WES ANDERSON — When he saw the play he must have known.

OLYMPIA LE-TAN — But he never said anything?
WES ANDERSON — He never said a thing. He let me have the material. That’s the only thing I ever took from him. I think I modified it slightly in a way that might have made it more commercial.

OLYMPIA LE-TAN — How old were you?  

WES ANDERSON — Probably in fourth grade, so I must have been eight or nine. My brother’s story was about all these guys in different fancy Italian cars. My only change was to make them all Maseratis. I called it The Five Maseratis. Doesn’t really sound like great material for a drama, just a bunch of cars. But it was more of a setting.

OLYMPIA LE-TAN — Well, you were only eight years old. Was it as elaborate as the plays that Max Fischer and Margot Tenenbaum wrote?
WES ANDERSON — I did try to do a play of Star Wars that was quite elaborate, but it didn’t come off. It didn’t work, didn’t really succeed. It wasn’t well written. But the costumes were good.

OLYMPIA LE-TAN — Did you make them yourself?
WES ANDERSON — I worked on them with some other people. But we didn’t actually perform the play. It just wasn’t a very good adaptation.

Photo by Waris Ahluwalia

OLYMPIA LE-TAN — I really loved the bullet holes in Margot Tenenbaum’s zebra suit. I love that detail.  
WES ANDERSON — Oh, that’s nice. Funny — nobody’s ever mentioned that to me. It makes me think of when we first tried putting blood on it. The blood didn’t work, so we ended up using cut out bits of red felt that we sewed on, which was better. It’s nice that someone noticed that.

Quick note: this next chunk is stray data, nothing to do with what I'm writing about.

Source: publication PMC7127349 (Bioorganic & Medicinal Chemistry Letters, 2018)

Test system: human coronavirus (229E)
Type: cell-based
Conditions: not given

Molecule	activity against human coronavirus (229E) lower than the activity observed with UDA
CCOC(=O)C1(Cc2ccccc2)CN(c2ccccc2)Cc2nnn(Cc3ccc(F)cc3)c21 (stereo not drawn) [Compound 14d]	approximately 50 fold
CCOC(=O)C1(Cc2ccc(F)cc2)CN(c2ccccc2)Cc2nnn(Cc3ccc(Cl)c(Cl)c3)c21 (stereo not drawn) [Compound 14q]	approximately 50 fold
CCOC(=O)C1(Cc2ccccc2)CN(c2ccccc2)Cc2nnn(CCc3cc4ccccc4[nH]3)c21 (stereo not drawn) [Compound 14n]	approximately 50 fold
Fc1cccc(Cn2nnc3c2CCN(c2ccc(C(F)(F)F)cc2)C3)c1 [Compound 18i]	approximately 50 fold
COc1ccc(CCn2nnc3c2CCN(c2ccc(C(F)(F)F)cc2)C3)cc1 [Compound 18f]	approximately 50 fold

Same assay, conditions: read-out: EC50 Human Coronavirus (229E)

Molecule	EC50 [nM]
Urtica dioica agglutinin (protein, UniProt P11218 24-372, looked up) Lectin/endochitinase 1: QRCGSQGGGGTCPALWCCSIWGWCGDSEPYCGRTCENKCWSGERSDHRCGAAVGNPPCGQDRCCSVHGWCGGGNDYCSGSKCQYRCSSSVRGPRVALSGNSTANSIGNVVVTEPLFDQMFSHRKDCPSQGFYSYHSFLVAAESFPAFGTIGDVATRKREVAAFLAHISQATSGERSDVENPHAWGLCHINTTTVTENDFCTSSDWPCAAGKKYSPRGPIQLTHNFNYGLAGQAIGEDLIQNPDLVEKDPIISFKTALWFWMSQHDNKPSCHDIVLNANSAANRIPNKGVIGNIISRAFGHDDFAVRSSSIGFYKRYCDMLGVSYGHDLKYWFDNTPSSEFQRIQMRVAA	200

OLYMPIA LE-TAN — It was really cute.
OLIVIER ZAHM — You met Owen Wilson at college and started writing your first films with him. Tell us about that. Did you share the same ambitions? Were you both planning a career in movies?
WES ANDERSON — Kind of. But we never thought of it like that. I really wanted to make movies, and Owen really liked movies, but at that point we both really wanted to be writers. I had made some little films and had written one really terrible, incomprehensible script. But what I really wanted to do was write novels. When Owen and I first got to know each other we were both writing short stories, and helping each other write them. Somewhere in there I had an idea for a movie, which turned out to be Bottle Rocket, so we invented it together. I asked him and his brother Luke to be in it, but Owen felt that it would have been unprofessional. He wanted us to try to get famous actors, or at least people who knew how to act. But I knew it was a good idea, and that he and Luke would both be good.

OLIVIER ZAHM — It’s interesting that your first step into cinema was with a friend. Actually, it seems like you’ve developed a kind of family around yourself, sort of like Cassavetes and Truffaut did. They often worked with the same actors, and a community of artists evolved around them. Is this something you consciously try to do?
WES ANDERSON — Well, there are things in Cassavetes’ and Truffaut’s work that